Wednesday, February 17, 2010

The D-Mark Strikes Back

Of course Germany will be feeling a little atavism. A precocious younger sibling appears to have lied and stolen from them, and now needs to be bailed out of jail.

We will see what kind of "family" the EU is: A white picket fence 1950s American archetypal nuclear family or something more akin to Henry Hill's "Family" in the movie "Goodfellas"?

BERLIN — The Greek financial crisis has given German bloggers a great opportunity to say what they really think about the European Union and especially the euro.

“Give us back our Deutsche mark,” wrote one blogger. Another told Britain, which is not a member of the euro zone, to stay away. “It’s not worth it. Keep your pound. We should have kept our D-Mark.”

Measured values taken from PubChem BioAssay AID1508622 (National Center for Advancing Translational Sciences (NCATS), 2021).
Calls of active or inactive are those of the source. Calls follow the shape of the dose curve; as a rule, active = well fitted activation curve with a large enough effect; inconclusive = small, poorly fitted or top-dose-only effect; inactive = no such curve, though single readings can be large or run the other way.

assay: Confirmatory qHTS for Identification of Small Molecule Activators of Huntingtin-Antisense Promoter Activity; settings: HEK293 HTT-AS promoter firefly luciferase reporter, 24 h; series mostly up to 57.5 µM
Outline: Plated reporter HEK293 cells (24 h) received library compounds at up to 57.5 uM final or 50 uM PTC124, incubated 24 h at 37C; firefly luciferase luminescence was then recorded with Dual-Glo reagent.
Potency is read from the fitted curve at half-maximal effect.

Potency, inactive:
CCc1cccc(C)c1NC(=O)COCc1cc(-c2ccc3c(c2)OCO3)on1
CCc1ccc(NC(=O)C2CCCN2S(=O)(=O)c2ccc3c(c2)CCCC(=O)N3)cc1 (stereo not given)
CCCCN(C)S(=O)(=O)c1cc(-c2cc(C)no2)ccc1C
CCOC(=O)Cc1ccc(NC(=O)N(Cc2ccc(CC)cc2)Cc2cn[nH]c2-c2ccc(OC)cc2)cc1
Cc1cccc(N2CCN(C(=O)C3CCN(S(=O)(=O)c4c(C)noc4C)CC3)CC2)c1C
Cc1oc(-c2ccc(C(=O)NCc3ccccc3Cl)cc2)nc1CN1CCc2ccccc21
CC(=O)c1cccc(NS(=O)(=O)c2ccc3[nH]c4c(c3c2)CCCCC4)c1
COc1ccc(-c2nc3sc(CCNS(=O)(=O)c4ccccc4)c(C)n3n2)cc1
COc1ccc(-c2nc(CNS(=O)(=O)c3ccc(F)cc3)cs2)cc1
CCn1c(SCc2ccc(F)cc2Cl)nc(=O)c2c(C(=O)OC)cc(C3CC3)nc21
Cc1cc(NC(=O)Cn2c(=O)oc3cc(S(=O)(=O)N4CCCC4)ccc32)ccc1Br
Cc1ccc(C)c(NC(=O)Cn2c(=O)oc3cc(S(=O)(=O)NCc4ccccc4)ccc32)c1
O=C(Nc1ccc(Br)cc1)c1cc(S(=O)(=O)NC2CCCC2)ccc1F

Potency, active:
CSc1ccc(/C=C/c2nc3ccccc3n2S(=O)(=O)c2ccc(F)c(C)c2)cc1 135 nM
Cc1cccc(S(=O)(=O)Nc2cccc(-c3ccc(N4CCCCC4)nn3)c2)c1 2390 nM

It is hard to gauge just how deep such nostalgia for the German mark runs. But one thing is certain. For Germans, the mark was more than just currency. It symbolized the spectacular economic recovery of West Germany from the ruins of World War II. The worldwide respect it commanded became an immense source of pride for Germans. No wonder that when Germans exchanged their marks for euro coins in 2002, there was seething resentment.

So if Germany now is forced to bail out Greece and later protect Spain and Portugal against speculators, it could easily revive that resentment against Europe and the common currency.

“The Germans are angry,” said Elmar Brok, a leading member of Chancellor Angela Merkel’s Christian Democratic Union party and European Parliament legislator. “We have had to bail out our own banks, and now we have to help Greece. But what can we do? We have no choice.”

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